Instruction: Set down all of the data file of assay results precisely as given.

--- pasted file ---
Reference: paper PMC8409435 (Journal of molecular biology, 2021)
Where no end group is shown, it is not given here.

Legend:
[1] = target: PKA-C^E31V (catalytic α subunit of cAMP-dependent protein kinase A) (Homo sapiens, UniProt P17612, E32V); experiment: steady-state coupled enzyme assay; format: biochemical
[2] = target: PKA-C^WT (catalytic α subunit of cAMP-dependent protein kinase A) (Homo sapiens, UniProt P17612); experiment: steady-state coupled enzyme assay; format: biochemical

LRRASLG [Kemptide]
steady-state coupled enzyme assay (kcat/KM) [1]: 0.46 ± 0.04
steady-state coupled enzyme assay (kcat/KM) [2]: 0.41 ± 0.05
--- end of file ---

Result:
Reference: paper PMC8409435 (Journal of molecular biology, 2021)
Where no end group is shown, it is not given here.

Legend:
[1] = target: PKA-C^E31V (catalytic α subunit of cAMP-dependent protein kinase A) (Homo sapiens, UniProt P17612, E32V); experiment: steady-state coupled enzyme assay; format: biochemical
[2] = target: PKA-C^WT (catalytic α subunit of cAMP-dependent protein kinase A) (Homo sapiens, UniProt P17612); experiment: steady-state coupled enzyme assay; format: biochemical

LRRASLG [Kemptide]
steady-state coupled enzyme assay (kcat/KM) [1]: 0.46 ± 0.04
steady-state coupled enzyme assay (kcat/KM) [2]: 0.41 ± 0.05